Blogs By Jai-D

Windows file explorer being overprotective

January 07, 2021

Desktop OS market Share

If like the 76.65% per of people you also use windows then you must have encountered an error like this while trying to rename your file/folder to be more precise by adding punctuations

Windows not allowing to add certain character

Some of us tend to ignore the error and use some other character and it works…unless the other character also can’t be used, now it has become frustrating. Let’s get to the bottom of why windows does not allows us “Free Humans” to choose whichever name we want for our folders. After all, it’s not like I am trying to put anything special. : and ? are very common characters in use. Why can’t I name my file Why did I do this? and my folder Childhood Images: Don't open or my Marvel movies folder Marvel > DC 😤

Let’s find out

Well, most of these restrictions are due to how windows file manager handles filename including other features around them. Hence, these characters are reserved for special purposes, actions, or denote a certain meaning. For example

Let’s use a backward slash\

Can’t. They are used to access contents inside a certain folder, so windows might confuse my folder to\you as a folder you inside a folder to which is obviously wrong. \ used to location

Can I use a colon : then?

You wish. They are used to denote a drive letter which is usually at the beginning of a file path to tell windows which drive to look into for specific content. Hence having the ability to name a folder E: can cause problems though technically solving this challenge isn’t hard but maybe windows skipped this to avoid confusion in the mind of users who aren’t very technical but still depend on a computer for critical tasks.

Drive letters

If not backward slash \ then maybe forward slash / can be used?

Naah, Windows allows users to have shortcuts that can point to a website that might have a forward slash /. For example: https://twitter.com/jai_dewani.

Okay so maybe a question mark ? or an asterisk*

Nope. If allowed it can cause problems because ? can be used as a wildcard while searching in file explorer. Consider this example where I am searching for all folders that have power in their name

wildcard search in windows explorer

The same goes with *. Use of asterisk for specific file types

I love “using” quotes

Sorry for your loss, but quotes are used to refer to file paths that have space in them for example a game inside your Program files will be referred to as "C:\Program Files\Epic Games\rocketleague" due to folders having space in between them. If quotes aren’t used the system can be get confused if the statement is a 3 part command or a single complete path, if there is no space then double quotes aren’t needed.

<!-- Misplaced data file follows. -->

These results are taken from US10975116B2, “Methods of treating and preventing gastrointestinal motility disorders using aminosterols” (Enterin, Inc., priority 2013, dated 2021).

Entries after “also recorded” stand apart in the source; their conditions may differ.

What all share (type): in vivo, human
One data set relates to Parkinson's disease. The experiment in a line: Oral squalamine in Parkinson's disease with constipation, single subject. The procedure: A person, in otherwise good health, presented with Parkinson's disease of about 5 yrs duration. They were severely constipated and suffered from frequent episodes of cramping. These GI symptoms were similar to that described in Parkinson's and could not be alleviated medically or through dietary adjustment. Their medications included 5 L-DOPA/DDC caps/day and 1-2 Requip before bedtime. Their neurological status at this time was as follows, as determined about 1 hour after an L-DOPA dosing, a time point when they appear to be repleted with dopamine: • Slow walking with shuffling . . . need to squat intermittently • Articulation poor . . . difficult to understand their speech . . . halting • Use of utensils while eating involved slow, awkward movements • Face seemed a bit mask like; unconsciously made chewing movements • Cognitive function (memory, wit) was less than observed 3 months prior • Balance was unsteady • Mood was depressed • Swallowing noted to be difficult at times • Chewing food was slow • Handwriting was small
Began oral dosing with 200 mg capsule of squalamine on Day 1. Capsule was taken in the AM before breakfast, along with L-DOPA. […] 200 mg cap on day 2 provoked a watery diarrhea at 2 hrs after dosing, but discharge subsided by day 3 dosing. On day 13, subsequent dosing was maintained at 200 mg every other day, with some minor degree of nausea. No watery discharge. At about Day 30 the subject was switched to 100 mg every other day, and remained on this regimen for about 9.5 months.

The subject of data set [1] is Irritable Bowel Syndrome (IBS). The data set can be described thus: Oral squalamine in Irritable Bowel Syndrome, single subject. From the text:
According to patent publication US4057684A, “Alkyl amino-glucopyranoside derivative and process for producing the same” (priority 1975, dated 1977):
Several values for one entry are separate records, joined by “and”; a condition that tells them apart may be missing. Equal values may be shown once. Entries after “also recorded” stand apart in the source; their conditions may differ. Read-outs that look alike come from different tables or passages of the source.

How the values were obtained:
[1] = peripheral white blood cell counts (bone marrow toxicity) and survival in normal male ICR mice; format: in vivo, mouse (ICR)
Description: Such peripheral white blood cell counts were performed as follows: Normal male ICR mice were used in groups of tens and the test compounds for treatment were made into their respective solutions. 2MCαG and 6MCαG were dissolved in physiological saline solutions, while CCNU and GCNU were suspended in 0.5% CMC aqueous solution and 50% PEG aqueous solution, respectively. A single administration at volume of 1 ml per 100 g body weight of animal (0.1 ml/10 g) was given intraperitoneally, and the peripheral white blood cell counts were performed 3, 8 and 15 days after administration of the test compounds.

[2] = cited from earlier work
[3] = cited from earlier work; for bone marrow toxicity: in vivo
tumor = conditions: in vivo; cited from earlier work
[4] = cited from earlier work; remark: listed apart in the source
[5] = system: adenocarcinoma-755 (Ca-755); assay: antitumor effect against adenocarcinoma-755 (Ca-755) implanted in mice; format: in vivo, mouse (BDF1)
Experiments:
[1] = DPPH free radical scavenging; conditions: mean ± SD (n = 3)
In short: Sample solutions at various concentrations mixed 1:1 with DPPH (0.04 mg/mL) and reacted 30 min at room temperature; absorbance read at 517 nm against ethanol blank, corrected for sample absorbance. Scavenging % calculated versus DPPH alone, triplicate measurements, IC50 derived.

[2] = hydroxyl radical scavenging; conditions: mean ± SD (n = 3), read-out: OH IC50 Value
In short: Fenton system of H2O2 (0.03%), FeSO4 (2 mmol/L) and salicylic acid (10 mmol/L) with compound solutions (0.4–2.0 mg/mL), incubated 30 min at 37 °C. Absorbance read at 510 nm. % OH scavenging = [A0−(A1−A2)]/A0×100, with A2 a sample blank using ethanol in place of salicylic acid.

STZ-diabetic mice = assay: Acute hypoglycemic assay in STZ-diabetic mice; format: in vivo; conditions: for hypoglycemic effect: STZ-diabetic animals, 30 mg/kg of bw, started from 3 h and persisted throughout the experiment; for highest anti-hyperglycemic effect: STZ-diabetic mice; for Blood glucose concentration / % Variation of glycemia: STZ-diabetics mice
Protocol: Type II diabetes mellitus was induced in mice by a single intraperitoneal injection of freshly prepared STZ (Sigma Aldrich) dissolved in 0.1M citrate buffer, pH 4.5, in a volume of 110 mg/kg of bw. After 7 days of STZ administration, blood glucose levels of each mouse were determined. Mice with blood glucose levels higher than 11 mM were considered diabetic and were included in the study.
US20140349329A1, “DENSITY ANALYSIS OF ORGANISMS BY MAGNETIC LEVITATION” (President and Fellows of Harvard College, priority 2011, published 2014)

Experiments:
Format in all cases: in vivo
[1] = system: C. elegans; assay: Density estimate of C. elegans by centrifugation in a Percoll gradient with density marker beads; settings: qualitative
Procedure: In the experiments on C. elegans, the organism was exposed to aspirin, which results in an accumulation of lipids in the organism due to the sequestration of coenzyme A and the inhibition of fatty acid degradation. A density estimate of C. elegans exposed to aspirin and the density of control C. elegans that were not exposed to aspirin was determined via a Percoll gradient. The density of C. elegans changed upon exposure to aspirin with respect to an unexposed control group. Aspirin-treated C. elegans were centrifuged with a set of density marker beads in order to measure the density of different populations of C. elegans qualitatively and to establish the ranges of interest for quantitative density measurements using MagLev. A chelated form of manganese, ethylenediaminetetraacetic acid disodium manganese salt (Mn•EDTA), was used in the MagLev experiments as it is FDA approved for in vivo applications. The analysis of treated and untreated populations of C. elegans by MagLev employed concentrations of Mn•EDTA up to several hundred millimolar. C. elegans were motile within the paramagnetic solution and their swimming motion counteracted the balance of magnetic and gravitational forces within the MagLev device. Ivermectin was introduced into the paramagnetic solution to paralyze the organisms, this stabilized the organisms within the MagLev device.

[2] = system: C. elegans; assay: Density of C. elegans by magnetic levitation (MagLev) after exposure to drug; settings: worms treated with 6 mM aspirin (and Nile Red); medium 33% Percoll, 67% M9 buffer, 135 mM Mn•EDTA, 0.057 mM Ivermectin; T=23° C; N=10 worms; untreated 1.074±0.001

I can’t say this for sure but windows wanted to keep the system deterministic in a way that the system shouldn’t have to make guesses as to what the user wants it to do, knocking out the possibility to guess if this input is a path to a specific file or a wildcard search.

What about less-than < and Greater than >

Well they are also used to redirect output to some other file like the command below can redirect the output of cat a.py to the file b.py

cat a.py > b.py

or the same can be run without space in-between

cat a.py>b.py  

and having > in files names can cause confusion for windows as to if the user means to redirect the output or this character part of the file name?

And a lot more

for which I couldn’t find proper reasons to justify why they aren’t allowed to be used, maybe tweet at me if you know any ones I missed that can be included.

But isn’t Windows smart enough?

I mean Linux and Mac OS allow users to use special characters in file/folder names that might have some other meaning or command attached to them, so why can’t windows do the same? In the end, it comes down to Windows creating a secure environment for their users because having file names as *, -rf or ~ can cause huge accidents deliberately or my mistake from the user.

Fun Fact: Most of these characters were assigned their special meaning back from MS-DOS and are continued to be supported to date in windows.

References


Written by Jai Kumar Dewani who is still figuring out and developing his interest in development :p. Pretty active on twitter, follow me at @jai_dewani